23 Mar Why Women Don’t Speak Up
First published in Your Weekend 10 March 2018 [See below for online link]
It’s quite hard being a lady-person. You can’t tell whether people want you to speak up, or shut up.
When news broke in February over alleged shenanigans at Russell McVeagh, one of the questions regularly asked was, “Why don’t women speak up sooner about sexual harassment and assault?”
So I posed that question on social media, and offered my own list of things said to me or to people I know when they’ve raised an issue in the workplace. Responses that range from “It didn’t happen”, to “it might have happened but you’re wrong to be bothered by it,” to “it definitely happened and that’s the way things are”.
And then I invited people to add their own examples of being diminished and dismissed when they’ve raised the issue. The responses came quickly, and they resonated with many. Broadly, they represented deflection (“Is everything ok at home?”), guilt-tripping (“Think of his family”), thinly veiled threats (“Are you sure you want to take this forward? This won’t help your career”), and the horrifying, “We thought he’d stopped doing that”.
So yes, one of the reasons women don’t speak up is that, when they do, they’re actively shushed in a multitude of ways. But that’s not the only thing that happens.
We are also told we’re speaking up The Wrong Way. When #MeToo went viral last October, women the world over (New Zealand included) shared their stories, often with no names used. “Too vague!” they were told. “Name and shame!” Yet when names were included in the avalanche of stories, women were accused of being too specific, conducting “social media witch-hunts” via “online lynch mobs”.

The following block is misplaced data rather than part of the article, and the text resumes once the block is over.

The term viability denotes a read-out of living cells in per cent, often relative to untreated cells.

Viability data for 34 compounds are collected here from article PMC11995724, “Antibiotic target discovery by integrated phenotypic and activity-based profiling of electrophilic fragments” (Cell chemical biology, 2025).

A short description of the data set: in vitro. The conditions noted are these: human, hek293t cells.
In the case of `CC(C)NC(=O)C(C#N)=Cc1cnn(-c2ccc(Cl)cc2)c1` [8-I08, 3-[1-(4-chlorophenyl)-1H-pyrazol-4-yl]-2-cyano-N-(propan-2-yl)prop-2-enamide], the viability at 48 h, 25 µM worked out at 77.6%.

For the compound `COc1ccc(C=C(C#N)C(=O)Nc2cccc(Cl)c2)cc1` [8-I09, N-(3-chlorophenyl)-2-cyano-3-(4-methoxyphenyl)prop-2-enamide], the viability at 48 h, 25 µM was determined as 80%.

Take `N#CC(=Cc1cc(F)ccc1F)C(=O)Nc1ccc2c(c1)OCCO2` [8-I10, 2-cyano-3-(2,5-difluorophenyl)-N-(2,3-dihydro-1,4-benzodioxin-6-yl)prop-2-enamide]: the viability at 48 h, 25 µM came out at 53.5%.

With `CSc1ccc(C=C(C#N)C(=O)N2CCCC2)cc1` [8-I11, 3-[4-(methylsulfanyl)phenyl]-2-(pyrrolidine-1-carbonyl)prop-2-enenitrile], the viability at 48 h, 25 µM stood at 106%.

Or we tell our stories at The Wrong Time. Too soon, and it is morning-after regret. Years later, when we are older and braver, we are either vengeful or jumping on bandwagons.
And we tell our stories to The Wrong People. If it’s a crime, we must call the police, and commit to a legal process which can be as harmful as the harassment or assault itself. And if it’s not a crime, we should either suck it up, or report it to HR – in which case, see handy lines for diminishing and dismissing above.
When news arrived last week that investigative journalists want to hear New Zealand women’s #metoo stories, you’d think people might have been keen to support gathering that kind of data. You can’t manage what you don’t measure, right?
Instead, “women telling their stories” was equated with “dobbing in pervs”. Seriously, I can’t think of another issue – leaky homes, EQC claims, hospital waiting lists – where recording personal experiences would be characterised as rumour, innuendo, hearsay, and gossip. You have to wonder what people are afraid of.